BP Cherry Point Refinery    Energy/Oil    1,100    UK
Bradken       440    Australia
C&D Zodiac    Aerospace    100+    France
Canadian Willamette Corporation          Canada
Canam Steel Corporation    Manufacturing       Canada
CCP Composites    Composites       France
Cemex    Cement    600    Mexico
Certain Teed Manufacturing    Building Materials    150    France
Chemi-Con Materials Corp.    Electronic Components    55    Japan
China Airlines    Airlines       China
CMC Biologics    Biotechnology    700    Denmark
Cybage Software Inc.    ICT    50    India
Damar Aerosystems    Aerospace       UK
Dassault Systemes    Aerospace    100+    France
DTI Twin Lakes Dental Lab    Healthcare       Canada
Fir Lane Health & Rehab    Healthcare    153    Canada
Fokker Aerostructures    Aerospace    70    Netherlands
Gerdau Reinforcing Steel    Steel       Brazil
Gexpro    Electrical Supplies       France
GKN Aerospace    Aerospace       UK
Hanjin Shipping Company, Ltd.    Shipping    50    Korea
HCL Technologies    ICT    400    India
Heath Tecna/Zodiac Aerospace    Aerospace    100+    France
Holiday Inn    Tourism       UK
IDD Aerospace    Aerospace    100+    France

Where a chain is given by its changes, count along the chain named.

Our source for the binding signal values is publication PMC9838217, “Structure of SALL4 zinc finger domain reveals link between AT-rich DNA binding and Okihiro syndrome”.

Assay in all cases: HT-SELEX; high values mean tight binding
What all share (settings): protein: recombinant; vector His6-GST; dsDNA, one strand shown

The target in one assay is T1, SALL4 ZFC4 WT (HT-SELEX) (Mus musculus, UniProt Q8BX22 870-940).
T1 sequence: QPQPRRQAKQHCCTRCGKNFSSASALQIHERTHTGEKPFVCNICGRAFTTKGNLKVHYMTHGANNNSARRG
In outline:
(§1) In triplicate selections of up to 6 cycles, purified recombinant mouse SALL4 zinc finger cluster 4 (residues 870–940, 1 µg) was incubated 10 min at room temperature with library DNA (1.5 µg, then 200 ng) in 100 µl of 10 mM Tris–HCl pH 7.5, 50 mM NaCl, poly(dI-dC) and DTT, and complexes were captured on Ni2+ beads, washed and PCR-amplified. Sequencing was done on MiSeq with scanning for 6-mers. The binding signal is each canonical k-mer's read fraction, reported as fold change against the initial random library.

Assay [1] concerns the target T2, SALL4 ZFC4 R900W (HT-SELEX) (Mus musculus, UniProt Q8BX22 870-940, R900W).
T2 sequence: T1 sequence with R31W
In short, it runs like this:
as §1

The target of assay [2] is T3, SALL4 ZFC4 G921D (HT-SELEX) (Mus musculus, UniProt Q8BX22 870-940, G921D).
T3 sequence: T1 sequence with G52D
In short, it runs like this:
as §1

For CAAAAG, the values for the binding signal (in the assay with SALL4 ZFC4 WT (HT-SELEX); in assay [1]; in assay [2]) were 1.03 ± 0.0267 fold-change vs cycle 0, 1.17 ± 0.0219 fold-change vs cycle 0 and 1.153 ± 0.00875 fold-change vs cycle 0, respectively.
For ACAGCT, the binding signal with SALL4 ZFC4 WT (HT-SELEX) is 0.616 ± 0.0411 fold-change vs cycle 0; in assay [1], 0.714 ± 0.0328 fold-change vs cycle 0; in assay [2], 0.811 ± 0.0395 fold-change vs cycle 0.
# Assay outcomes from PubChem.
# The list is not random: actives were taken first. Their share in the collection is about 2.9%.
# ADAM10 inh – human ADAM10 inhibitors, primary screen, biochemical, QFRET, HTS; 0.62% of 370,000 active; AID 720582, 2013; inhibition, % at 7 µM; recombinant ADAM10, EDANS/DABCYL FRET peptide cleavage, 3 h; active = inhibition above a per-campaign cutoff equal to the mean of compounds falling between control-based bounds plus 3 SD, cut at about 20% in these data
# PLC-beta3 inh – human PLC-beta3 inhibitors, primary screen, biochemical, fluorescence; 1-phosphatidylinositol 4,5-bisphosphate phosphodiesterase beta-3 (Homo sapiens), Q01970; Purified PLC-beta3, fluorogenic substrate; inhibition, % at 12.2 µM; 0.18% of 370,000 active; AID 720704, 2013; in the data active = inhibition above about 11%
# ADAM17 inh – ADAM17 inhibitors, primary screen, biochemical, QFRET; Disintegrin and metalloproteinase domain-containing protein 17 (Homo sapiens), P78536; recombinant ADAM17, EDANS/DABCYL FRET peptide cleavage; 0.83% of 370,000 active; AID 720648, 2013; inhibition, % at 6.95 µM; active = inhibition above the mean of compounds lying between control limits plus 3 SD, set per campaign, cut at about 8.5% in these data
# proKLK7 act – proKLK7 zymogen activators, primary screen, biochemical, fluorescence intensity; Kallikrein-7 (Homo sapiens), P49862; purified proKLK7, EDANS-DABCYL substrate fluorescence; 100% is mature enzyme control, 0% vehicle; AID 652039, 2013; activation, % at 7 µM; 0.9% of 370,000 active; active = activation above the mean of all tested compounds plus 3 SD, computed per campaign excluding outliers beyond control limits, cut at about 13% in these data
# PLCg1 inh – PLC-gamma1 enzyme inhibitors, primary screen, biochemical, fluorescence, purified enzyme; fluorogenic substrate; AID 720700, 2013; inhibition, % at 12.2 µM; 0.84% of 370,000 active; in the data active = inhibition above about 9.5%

Inspur Group Co.    ICT    50    China
iSoftStone    ICT    50    China
JAMCO America    Aerospace    225    Japan
Japan Airlines    Airline    25    Japan
Jubilant    Research    500    India
Kirin Amgen Inc.    Biotechnology    40    Japan
Korea Exchange Bank USA    Banking       Korea
Labinal    Aerospace    30    France
Lauterbach    Electronics       Germany
Liebherr    Aerospace       Germany
Mitsubishi Heavy Industries    Aerospace       Japan
Monier Lifetile    Roofing Manufacturer       Canada
Nabtesco    Engineering    50    Japan
NEC Corporation of America    ICT       Japan
Nintendo of America    ICT    1,000    Japan
Novo Nordisk    Life Sciences    100    Denmark
Oldcastle Materials    Construction       Ireland
Pactera    ICT Consulting & Outsourcing    500    China
Panasonic Avionics    Aerospace    400    Japan
Philips Healthcare    Healthcare    2,000    Netherlands
Philips Medical Systems    Life Sciences    1,600+    Netherlands
Philips Oral Healthcare    Healthcare    200    Netherlands
Profile Composites    Composites    200    Canada
Publicis in the West    Consulting    250    France